A new "quick save" option is definitely a bonus for a game that's developed for a portable platform. This save command is not as "permanent" as a normal save at the Dragon Shrines; if you die after starting a quick-saved game, you start from the shrine where you last saved the game.
Also, the icon-driven interface is mostly gone and all of the commands are in plain English. I personally found this more logical choice. Also, the combat menus are organized in more logical way, so even when the game still has millions of battles against the vast swarms of insects, I can easily develop the reflex that when there's dozens of 1 XP, 4 GP blobs ahead, I can hit Right and A, and let Ryu deal with them using the Foil. =)
The Majorly Annoying Game Item Management has been made vastly more tolerable. In the original, people needed to wade through gigantic list of items to find the stuff that the character was supposed to equip. Now, in Equip menu, everything is organized much more logically: The game shows the items the character is able to equip and also shows how the stats will change (helpfully red if stats will worsen.) Also, there's a very neat "sort" command that gets all items in neat order, leaving tons of herbs on the top of the inventory. And on top of this, in shops, the game shows which charactes can equip the items, and even has an arrow that shows whether the item will make the character overall better or worse.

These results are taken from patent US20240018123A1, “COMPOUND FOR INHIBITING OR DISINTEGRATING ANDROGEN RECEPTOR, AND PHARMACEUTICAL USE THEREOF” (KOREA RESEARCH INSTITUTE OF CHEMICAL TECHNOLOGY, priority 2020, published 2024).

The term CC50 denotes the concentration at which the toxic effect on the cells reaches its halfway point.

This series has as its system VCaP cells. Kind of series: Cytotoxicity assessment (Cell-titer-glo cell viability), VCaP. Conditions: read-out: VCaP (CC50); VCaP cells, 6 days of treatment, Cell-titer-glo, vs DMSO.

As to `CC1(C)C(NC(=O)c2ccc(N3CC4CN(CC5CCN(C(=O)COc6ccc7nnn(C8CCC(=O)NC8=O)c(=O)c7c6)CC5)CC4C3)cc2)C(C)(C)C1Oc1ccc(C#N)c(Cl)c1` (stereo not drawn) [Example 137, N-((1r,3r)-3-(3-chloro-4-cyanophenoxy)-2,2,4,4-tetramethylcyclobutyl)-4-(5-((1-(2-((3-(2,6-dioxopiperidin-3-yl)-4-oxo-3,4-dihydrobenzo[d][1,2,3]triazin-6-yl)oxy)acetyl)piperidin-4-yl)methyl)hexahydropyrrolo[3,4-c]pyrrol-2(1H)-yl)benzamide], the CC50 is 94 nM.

And, as usual with the GBA games, I found the music just a little bit better than in the original.
The original translation was pretty good, and apparently there are some little fixes in the translation. Haven't played both versions that extensively though...
As a curious addition, the game supports the Game Link cable for trading items between games!
The GBA version is likely to be available. SNES version is quite likely not. Also, Breath of Fire 2 for GBA has been released.